If you ask retired NFL defensive tackle Don Davey to list the qualities needed to succeed in the NFL or in franchising, his list is the same: competitiveness, tenacity, discipline, coachability, and focus.
Those same qualities worked well for him in the NFL, where he played defensive tackle for 10 years, starting with the Green Bay Packers and then moving to the Jacksonville Jaguars, where he led the young team to a berth in the AFC Championship Game in just its second year of existence.
The same qualities he displayed in the NFL have contributed to his success today as the operator of Firehouse Subs restaurants in Florida and as the brand’s area developer for Wisconsin. And that success has not gone unnoticed: the IFA named Davey its 2013 Franchisee of the Year.
Add to that his role as founder and senior portfolio manager of Disciplined Equity Management, an institutional money management firm with more than $150 million in managed assets. He also is the owner of Parrothead Properties, a real estate investment company with commercial and residential holdings in Florida and Wisconsin.
“Some people look at my life as hectic and chaotic,” says Davey, who earned bachelor’s and master’s degrees in mechanical engineering at the University of Wisconsin-Madison. “But I thrive with lots of balls in the air. I guess you could say I’m opportunistic. For example, I didn’t start out to form a financial advisory business, but I recognized a need among former teammates for quality investment advice from someone who knew exactly what they were up against. I managed my own finances successfully for the 10 years I played, so I know how to help them.” Davey says his background in engineering and statistics provides the foundation for the quantitative methods he uses at the firm.
Another example of Davey taking advantage of an opportunity came when he signed on as a franchisee with Firehouse Subs. “My Jaguar teammates and I had been eating at Firehouse several times a week because we loved the food. I got to know Robin and Chris Sorensen there and during a charity golf event. At first they weren’t sure they were going to make it, but I stayed close to them and watched them grow over the years, and by the time I retired they were selling Firehouse franchises. My wife Kristen said, ‘You eat there so much, you might as well own one,’ so I decided to carve out Orlando,” says Davey, who now has 13 restaurants in Central Florida.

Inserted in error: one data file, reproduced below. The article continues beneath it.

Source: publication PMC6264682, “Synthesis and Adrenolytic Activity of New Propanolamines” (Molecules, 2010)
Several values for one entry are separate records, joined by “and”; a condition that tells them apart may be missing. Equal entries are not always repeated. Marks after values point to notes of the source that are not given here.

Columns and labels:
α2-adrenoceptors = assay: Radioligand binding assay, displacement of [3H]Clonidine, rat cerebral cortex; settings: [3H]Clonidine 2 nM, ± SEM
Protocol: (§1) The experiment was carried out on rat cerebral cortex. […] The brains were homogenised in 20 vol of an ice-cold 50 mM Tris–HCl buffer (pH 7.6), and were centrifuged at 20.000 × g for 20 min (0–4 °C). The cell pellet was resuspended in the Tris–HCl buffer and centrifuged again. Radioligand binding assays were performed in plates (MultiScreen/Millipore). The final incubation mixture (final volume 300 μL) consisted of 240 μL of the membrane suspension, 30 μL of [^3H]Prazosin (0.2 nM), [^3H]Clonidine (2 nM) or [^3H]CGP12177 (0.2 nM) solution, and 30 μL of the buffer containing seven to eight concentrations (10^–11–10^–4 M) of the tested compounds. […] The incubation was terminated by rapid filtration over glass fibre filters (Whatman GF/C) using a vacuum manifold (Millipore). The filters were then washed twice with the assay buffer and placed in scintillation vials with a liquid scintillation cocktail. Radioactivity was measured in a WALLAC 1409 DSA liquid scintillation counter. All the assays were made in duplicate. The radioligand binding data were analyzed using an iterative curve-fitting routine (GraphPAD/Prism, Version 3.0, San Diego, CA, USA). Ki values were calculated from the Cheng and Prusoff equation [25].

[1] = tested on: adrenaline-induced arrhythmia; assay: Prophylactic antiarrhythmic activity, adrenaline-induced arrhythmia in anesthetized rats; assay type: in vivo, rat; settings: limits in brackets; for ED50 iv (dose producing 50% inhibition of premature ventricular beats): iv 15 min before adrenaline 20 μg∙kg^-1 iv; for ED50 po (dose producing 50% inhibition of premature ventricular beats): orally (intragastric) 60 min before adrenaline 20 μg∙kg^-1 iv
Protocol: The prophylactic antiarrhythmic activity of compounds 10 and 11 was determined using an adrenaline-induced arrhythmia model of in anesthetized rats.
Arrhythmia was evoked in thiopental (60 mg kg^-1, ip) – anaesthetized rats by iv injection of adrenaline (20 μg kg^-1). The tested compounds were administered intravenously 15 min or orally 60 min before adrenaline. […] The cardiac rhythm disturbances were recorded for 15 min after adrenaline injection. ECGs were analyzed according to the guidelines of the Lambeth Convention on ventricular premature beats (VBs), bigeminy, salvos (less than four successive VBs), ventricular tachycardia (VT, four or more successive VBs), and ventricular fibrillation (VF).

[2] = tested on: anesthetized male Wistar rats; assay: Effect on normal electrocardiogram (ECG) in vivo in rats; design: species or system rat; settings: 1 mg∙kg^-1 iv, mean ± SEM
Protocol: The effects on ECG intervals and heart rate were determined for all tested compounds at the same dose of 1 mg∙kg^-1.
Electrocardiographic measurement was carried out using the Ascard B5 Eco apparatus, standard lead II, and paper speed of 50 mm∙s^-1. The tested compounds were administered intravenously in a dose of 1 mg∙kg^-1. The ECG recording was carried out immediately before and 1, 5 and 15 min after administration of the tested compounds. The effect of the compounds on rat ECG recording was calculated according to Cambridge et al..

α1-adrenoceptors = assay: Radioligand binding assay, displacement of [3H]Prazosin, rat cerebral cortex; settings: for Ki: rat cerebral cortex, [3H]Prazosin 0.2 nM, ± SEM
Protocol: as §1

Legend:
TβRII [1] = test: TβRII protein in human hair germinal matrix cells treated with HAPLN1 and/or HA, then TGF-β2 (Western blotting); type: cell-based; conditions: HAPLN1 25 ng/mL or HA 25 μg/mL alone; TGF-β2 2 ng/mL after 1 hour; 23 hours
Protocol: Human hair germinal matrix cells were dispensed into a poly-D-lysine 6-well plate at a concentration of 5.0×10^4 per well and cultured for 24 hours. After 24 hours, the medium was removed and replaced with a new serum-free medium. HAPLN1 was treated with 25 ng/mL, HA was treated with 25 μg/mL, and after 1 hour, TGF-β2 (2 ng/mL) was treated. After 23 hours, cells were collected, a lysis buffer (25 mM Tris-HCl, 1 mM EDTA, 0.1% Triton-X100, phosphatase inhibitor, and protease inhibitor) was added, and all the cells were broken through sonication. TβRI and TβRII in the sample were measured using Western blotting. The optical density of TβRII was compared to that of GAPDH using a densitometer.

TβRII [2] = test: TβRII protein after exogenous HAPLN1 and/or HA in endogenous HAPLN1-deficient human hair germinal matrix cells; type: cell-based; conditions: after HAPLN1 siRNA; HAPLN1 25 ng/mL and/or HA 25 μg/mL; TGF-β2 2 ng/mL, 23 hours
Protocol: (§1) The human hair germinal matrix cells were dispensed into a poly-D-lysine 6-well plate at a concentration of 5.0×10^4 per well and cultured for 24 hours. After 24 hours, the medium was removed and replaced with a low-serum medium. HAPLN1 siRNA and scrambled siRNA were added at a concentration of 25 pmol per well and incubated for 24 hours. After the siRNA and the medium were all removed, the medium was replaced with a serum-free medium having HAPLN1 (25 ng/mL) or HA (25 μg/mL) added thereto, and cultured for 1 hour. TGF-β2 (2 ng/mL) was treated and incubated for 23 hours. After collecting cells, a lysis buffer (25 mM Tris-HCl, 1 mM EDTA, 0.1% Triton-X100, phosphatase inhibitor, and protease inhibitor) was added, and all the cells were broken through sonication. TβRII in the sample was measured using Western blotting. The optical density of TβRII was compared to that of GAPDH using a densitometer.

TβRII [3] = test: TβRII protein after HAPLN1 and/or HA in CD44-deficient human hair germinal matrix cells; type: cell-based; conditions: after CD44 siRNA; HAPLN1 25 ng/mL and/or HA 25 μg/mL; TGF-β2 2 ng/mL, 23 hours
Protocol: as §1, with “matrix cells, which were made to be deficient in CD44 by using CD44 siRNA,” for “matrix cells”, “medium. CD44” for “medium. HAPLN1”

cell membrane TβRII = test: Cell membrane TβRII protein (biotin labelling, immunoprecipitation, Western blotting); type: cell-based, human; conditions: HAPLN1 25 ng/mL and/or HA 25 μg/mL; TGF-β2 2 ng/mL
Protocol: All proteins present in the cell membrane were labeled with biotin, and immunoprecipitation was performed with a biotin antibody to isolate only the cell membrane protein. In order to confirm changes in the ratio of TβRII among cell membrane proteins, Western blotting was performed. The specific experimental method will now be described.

Raised with four siblings by two “strict but fair” parents in Manitowoc, Wisc., Davey says he shares similar values with the Sorensens, the firefighter brothers who founded Firehouse Subs in Florida in 1994. “They’re really good people with great family values. Their mom is the receptionist, their dad does the radio commercials, their sister handles PR, and a high school buddy paints the murals for the stores. They treat their employees and franchisees well. They’re just a first-class organization,” he says.
Davey especially appreciates Firehouse Subs Public Safety Foundation. “Instead of throwing away these big buckets our kosher pickles come in—the same kind that sell for $6 or $8 at Lowe’s or Home Depot—we sell them for $2 each.” He says Firehouse raised $2.7 million last year, and the money goes to local police and fire stations where the money was raised. “It’s a great foundation. We’re saving lives and keeping people in the community safe by buying bulletproof vests for police, and fire trucks and other equipment for fire stations.”
Last year, Davey bought the development rights for Wisconsin—for 42 stores. He’s keeping the two stores in Madison, where he went to college, for himself. The contract is for 10 years, but he expects to have all 42 open sooner.
In addition to taking in University of Wisconsin Badgers and Green Bay Packers games each year, Davey has stayed involved with the NFL through the Player Engagement program, which provides assistance and resources to players transitioning out of the league. His friend Troy Vincent, another former NFL player, recruited him for the program’s advisory board. “You hear horror stories of guys transitioning out of the NFL,” says Davey. “It’s a difficult time financially, emotionally, and career-wise. They need help and guidance.”
Through his financial management firm and the NFL’s Player Engagement program, which offers a Franchising Boot Camp for transitioning players, Davey has helped former players learn about franchising and its opportunities. “A lot of former NFL players are involved with different brands. They’re competitive by nature and are coachable,” he says. “I tell them, ‘Just like the coach hands you a playbook, the franchisor will hand you a manual telling you what you need to do to be successful.’”
Married to his high school sweetheart, and father of five daughters, Davey still manages to find time to feed his competitive sports side. He’s competed in six triathlons and will begin training in early 2014 for another Ironman race. “It’s hard work, but rewarding. I’m up late and up early to work out. It fits my personality and lifestyle,” he says.
Name: Don Davey
Title: Owner/CEO, DKSS Subs, Badger Development Group, and Badger Restaurant Group
No. of units by brand: 15 Firehouse Subs plus 6 under area development
Family: Wife Kristen and five daughters
Years in franchising: 11
Years in current position: 11
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